Sunday, September 5, 2010

A Roundup of Economic News

US Mint Silver Eagles

It may be a holiday weekend, but there was a lot of activity in the days leading up to the weekend, and even over the weekend.  Part of this is old news that got by, part is new.  In no particular order, stories that struck me because they resonate with economic issues I've been beating the drum about.

The US Department of Labor has issued the agenda for their September 14/15 meeting to discuss "lifetime income options for retirement plans"   Sounds pretty boring, doesn't it?  In reality, it may well be the meeting where they settle on the story that will be used to confiscate your savings - IRA or 401k.  I've been on this particular drum several times, for a couple of reasons.  First, Barney Frank and others have publicly said they want to eliminate 401k plans because only "rich people" use them.  Second, there's about $10 trillion in those accounts, and they need that money like a crack whore needs her fix.  The agenda shows they will have representatives from groups that want your money and groups that want to keep administering those plans. It seems to me the most likely cover story is that they'll take your money and promise to provide you a modest return - like the Treasury Inflation Protected Securities (TIPS).  To protect you from those awful market risks, you know, like the ones that hurt your 401k in 2008.  This might make both sets of parties happy.  You weren't invited were you?  I sure wasn't, and there will be nobody representing me - at least, not that I know of. 

Andrew Breitbart's has an interesting article by Morgen Richmond, showing an industry by industry summary of jobs lost through the depression so far.  It shows what a dismal failure the stimulus programs have been. 
It’s simply irrefutable that the Recovery Act has not had the beneficial impact projected by the White House. In fact, based on the data alone it’s arguable that the net impact has been detrimental to the economy, especially in combination with other legislation and policy changes enacted by the Administration and the Democrat-led Congress.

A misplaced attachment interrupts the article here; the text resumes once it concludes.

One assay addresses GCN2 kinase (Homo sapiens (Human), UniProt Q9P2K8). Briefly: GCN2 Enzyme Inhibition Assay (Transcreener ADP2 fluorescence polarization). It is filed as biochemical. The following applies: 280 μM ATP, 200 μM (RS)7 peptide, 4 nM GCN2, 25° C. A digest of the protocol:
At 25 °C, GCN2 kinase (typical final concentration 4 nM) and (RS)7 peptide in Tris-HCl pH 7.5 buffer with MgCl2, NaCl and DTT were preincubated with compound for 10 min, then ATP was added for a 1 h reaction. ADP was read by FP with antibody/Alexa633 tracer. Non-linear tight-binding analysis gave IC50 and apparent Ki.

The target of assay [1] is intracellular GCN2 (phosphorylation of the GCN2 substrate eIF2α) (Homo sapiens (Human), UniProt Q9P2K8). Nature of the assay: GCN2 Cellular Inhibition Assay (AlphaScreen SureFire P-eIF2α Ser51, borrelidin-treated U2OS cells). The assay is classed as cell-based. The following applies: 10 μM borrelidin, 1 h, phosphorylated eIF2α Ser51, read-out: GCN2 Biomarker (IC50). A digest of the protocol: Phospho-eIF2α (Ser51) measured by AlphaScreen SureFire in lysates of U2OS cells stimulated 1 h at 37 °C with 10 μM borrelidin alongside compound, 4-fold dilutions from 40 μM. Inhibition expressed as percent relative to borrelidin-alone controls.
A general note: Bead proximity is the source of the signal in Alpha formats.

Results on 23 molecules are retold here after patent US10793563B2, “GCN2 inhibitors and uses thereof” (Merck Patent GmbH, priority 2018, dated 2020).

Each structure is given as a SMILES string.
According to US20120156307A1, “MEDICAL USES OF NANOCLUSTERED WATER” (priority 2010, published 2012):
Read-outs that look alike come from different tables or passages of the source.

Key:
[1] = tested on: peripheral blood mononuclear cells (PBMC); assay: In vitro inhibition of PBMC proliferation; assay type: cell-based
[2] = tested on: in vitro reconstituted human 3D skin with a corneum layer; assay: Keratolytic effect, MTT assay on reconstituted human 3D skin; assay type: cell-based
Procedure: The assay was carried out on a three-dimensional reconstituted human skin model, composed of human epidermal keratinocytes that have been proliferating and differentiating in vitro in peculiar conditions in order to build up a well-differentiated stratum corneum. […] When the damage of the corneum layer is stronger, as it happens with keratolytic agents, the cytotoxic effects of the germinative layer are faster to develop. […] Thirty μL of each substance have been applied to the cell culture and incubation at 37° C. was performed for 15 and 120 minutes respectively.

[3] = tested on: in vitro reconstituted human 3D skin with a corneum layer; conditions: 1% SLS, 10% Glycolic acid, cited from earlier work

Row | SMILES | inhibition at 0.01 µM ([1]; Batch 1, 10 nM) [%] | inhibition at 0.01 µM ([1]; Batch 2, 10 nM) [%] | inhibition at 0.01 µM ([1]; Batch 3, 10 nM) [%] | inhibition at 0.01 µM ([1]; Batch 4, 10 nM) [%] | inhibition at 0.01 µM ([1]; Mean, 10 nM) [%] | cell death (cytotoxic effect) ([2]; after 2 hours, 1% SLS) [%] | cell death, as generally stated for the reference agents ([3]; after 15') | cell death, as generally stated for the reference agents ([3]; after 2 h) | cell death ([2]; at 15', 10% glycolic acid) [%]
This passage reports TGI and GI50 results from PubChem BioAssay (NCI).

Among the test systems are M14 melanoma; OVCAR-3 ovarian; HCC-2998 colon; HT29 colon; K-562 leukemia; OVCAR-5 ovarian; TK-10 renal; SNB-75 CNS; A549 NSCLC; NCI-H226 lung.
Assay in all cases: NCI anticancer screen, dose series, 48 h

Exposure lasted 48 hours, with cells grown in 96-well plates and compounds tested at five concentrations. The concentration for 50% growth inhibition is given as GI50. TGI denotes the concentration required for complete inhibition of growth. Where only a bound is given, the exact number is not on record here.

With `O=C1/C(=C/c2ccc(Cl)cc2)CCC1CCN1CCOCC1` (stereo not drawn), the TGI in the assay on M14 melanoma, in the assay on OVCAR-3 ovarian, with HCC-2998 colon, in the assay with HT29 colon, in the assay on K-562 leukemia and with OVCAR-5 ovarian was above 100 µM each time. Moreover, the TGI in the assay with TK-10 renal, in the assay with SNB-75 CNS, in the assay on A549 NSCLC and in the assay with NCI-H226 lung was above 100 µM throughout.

This shouldn't be a surprise.  Stimulus programs don't work.  If they did, Japan would not be in the twenty-something-th year of a "lost decade".  The much vaunted efforts of FDR in the "Great Depression" were pronounced a failure by members of his own administration.  Contrary to popular buzz, World War II did not get us out of the Depression by spending; what happened was that the President (rightly) started paying more attention to winning the war than to screwing around with the economy and it righted itself.  Most people don't realize that there were recessions and depressions before 1930 and the government never got involved.  The economy fixed itself.

A program like "Cash for Clunkers" can't possibly restore a market; all it can do is pull demand forward.  In any time period, some percentage of people are planning to buy a car in a few months.  When they put a big incentive out, those people buy cars earlier, and to be charitable, maybe a few others.  After that, the demand collapses to a lower level than it would have been because the other people just can't afford to buy a car or don't feel comfortable taking out a loan.  That's exactly what happened to People's Automotive Collective Number 1, when their sales dropped by over 20% from the previous year. 

Considering how many times this sort of Keynesian stimulus has failed, it's a wonder people still believe in it.  It's got to be a religion. 

Speaking of that, I've been reading a recurring idea that this depression may end up killing the Fed (example from a guest author at Zero Hedge here).  Interesting thought, but this is the richest organization in the world - in many ways, the US Federal Government is a wholly-owned subsidiary of the Federal Reserve Bank, not the other way around.  I can't imagine them giving up and going away without troubles in the country of biblical proportions. Would you take a couple of good roundhouse punches to your face to protect your kids?  It might be more like literally giving up an arm.  I would.  It may be what it takes to rescue the country. 

One of the great thinkers of our time (or any time), Dr. Thomas Sowell, had an interview with Uncommon Knowledge, posted in its entirety on  It's 36 minutes long and definitely worth watching and listening to.  It's largely based on his new book, Dismantling America.  (I'm sure you're tired of reading: I don't make anything from book links to Amazon - they're just for convenience). 

I spent three days on my EMP articles, and more time writing them.  Frankly, I find that issue easier to understand than political economics because it's all technical problems and not stupid politician tricks.  But the chance of us needing to know all about an EMP is much lower than the chance of us needing to know about economic collapse.  An EMP might happen, but our economy is in collapse right now. 

No comments:

Post a Comment